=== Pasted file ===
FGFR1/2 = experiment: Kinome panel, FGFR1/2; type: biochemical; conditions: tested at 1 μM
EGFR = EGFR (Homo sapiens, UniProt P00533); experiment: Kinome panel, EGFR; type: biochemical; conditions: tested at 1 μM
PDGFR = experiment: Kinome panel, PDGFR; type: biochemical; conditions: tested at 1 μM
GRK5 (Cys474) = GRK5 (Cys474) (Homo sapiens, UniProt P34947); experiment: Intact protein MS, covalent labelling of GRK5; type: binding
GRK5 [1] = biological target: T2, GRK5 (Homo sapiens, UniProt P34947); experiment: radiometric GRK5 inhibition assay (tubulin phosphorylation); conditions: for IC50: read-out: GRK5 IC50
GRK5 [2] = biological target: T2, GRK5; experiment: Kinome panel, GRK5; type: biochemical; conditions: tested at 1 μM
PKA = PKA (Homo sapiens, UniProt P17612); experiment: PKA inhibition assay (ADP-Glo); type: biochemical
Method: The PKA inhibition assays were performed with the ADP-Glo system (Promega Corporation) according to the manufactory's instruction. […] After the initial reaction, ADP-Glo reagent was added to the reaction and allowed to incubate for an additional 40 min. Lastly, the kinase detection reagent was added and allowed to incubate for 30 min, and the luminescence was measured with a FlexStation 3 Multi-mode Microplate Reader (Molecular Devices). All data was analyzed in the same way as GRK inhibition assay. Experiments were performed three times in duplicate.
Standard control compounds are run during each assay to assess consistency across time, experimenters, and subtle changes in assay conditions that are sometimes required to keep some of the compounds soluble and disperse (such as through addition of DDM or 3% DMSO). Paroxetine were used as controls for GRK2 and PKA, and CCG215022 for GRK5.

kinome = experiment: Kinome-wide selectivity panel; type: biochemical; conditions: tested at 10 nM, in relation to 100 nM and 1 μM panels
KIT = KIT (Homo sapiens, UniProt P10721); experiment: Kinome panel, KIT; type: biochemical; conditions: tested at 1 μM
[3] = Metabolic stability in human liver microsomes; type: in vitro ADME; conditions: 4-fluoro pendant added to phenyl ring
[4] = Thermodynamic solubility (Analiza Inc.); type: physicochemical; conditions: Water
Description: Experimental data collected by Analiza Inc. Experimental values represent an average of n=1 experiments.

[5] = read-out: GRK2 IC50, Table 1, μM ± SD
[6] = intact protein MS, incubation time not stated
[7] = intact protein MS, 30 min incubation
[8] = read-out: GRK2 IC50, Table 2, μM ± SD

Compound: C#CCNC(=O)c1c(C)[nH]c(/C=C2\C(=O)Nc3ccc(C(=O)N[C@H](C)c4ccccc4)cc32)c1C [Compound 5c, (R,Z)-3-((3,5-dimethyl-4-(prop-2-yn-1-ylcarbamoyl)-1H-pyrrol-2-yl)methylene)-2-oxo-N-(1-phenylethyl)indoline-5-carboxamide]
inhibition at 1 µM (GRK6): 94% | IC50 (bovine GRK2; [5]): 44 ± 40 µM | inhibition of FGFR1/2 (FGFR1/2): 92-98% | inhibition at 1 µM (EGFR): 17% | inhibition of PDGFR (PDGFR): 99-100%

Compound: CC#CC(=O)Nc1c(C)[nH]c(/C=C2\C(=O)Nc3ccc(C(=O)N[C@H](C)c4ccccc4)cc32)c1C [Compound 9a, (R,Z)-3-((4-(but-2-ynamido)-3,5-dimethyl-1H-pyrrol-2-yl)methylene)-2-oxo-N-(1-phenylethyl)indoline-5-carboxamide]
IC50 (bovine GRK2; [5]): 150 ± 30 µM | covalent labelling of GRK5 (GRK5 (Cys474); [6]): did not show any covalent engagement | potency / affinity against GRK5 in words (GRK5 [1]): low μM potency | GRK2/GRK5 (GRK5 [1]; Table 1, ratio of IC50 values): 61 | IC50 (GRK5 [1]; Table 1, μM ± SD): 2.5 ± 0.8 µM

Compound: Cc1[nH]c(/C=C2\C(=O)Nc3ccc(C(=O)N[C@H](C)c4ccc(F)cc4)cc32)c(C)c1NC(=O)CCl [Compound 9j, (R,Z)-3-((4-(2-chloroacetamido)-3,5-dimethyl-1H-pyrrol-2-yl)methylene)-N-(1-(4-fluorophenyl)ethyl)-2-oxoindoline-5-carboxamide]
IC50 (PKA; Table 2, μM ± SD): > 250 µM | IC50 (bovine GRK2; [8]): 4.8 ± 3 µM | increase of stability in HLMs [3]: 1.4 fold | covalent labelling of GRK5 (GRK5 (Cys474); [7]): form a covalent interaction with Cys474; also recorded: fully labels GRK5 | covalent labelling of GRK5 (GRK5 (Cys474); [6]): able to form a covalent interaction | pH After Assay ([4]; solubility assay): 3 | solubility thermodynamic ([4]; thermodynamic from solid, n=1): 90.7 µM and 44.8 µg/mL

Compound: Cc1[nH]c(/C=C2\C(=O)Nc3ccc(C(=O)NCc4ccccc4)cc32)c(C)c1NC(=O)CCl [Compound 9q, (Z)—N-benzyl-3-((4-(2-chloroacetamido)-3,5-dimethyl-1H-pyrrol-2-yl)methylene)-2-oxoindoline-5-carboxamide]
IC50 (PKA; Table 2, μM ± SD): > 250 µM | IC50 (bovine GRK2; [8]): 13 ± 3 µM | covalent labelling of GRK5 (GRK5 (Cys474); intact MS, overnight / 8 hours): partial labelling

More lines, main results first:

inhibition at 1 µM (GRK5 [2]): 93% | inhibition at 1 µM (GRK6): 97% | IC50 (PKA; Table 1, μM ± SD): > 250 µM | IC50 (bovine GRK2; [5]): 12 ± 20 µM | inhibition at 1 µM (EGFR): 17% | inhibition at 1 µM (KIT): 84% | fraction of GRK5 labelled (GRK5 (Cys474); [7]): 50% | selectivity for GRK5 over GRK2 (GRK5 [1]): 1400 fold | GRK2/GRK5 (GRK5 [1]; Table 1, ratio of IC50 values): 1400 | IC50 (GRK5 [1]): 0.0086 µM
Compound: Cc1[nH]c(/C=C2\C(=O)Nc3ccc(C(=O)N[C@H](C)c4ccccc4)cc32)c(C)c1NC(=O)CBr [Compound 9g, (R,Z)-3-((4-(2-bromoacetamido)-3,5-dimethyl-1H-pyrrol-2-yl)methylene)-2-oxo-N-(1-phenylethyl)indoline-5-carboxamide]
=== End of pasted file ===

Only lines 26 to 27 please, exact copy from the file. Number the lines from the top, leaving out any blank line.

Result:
IC50 (PKA; Table 2, μM ± SD): > 250 µM | IC50 (bovine GRK2; [8]): 13 ± 3 µM | covalent labelling of GRK5 (GRK5 (Cys474); intact MS, overnight / 8 hours): partial labelling

More lines, main results first: